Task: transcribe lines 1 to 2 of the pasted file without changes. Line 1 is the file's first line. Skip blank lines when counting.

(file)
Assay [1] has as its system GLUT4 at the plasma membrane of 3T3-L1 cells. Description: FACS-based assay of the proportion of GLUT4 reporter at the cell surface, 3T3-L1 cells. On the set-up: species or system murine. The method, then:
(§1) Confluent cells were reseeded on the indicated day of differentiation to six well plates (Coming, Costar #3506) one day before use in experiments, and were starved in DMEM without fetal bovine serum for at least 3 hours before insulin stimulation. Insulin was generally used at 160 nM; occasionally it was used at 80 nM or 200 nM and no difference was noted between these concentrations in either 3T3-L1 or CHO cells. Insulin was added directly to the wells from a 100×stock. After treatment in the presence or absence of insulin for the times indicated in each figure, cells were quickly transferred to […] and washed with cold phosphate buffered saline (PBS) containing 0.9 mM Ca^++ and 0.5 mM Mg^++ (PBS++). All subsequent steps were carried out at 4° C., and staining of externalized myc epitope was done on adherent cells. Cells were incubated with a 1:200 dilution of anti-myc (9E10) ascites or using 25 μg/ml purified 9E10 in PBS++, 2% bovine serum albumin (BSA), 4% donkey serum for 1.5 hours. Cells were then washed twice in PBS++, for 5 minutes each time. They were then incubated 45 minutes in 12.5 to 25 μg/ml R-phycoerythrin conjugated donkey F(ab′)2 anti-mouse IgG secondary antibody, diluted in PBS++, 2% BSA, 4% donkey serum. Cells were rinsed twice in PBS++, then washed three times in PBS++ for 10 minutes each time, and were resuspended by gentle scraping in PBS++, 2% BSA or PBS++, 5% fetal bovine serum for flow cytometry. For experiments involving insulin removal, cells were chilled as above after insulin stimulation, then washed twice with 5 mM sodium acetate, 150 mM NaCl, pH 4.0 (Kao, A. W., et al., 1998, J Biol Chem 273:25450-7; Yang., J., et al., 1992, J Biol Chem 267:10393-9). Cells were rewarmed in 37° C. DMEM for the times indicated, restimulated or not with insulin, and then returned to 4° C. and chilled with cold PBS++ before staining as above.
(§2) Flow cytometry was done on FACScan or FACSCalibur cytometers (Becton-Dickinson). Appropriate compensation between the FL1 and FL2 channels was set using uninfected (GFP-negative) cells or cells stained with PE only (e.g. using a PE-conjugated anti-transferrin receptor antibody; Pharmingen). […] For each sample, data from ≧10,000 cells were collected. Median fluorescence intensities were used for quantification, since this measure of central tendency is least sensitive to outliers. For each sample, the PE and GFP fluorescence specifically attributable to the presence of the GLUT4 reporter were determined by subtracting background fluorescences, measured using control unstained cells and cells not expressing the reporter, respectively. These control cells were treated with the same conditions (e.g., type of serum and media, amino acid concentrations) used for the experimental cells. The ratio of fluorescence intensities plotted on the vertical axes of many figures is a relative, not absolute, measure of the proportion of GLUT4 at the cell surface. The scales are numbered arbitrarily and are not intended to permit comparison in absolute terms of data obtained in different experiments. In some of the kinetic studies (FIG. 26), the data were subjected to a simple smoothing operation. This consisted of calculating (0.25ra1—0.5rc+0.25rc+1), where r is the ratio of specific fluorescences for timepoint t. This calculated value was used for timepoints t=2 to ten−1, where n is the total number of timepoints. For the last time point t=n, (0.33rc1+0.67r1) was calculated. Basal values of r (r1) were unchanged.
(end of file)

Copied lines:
Assay [1] has as its system GLUT4 at the plasma membrane of 3T3-L1 cells. Description: FACS-based assay of the proportion of GLUT4 reporter at the cell surface, 3T3-L1 cells. On the set-up: species or system murine. The method, then:
(§1) Confluent cells were reseeded on the indicated day of differentiation to six well plates (Coming, Costar #3506) one day before use in experiments, and were starved in DMEM without fetal bovine serum for at least 3 hours before insulin stimulation. Insulin was generally used at 160 nM; occasionally it was used at 80 nM or 200 nM and no difference was noted between these concentrations in either 3T3-L1 or CHO cells. Insulin was added directly to the wells from a 100×stock. After treatment in the presence or absence of insulin for the times indicated in each figure, cells were quickly transferred to […] and washed with cold phosphate buffered saline (PBS) containing 0.9 mM Ca^++ and 0.5 mM Mg^++ (PBS++). All subsequent steps were carried out at 4° C., and staining of externalized myc epitope was done on adherent cells. Cells were incubated with a 1:200 dilution of anti-myc (9E10) ascites or using 25 μg/ml purified 9E10 in PBS++, 2% bovine serum albumin (BSA), 4% donkey serum for 1.5 hours. Cells were then washed twice in PBS++, for 5 minutes each time. They were then incubated 45 minutes in 12.5 to 25 μg/ml R-phycoerythrin conjugated donkey F(ab′)2 anti-mouse IgG secondary antibody, diluted in PBS++, 2% BSA, 4% donkey serum. Cells were rinsed twice in PBS++, then washed three times in PBS++ for 10 minutes each time, and were resuspended by gentle scraping in PBS++, 2% BSA or PBS++, 5% fetal bovine serum for flow cytometry. For experiments involving insulin removal, cells were chilled as above after insulin stimulation, then washed twice with 5 mM sodium acetate, 150 mM NaCl, pH 4.0 (Kao, A. W., et al., 1998, J Biol Chem 273:25450-7; Yang., J., et al., 1992, J Biol Chem 267:10393-9). Cells were rewarmed in 37° C. DMEM for the times indicated, restimulated or not with insulin, and then returned to 4° C. and chilled with cold PBS++ before staining as above.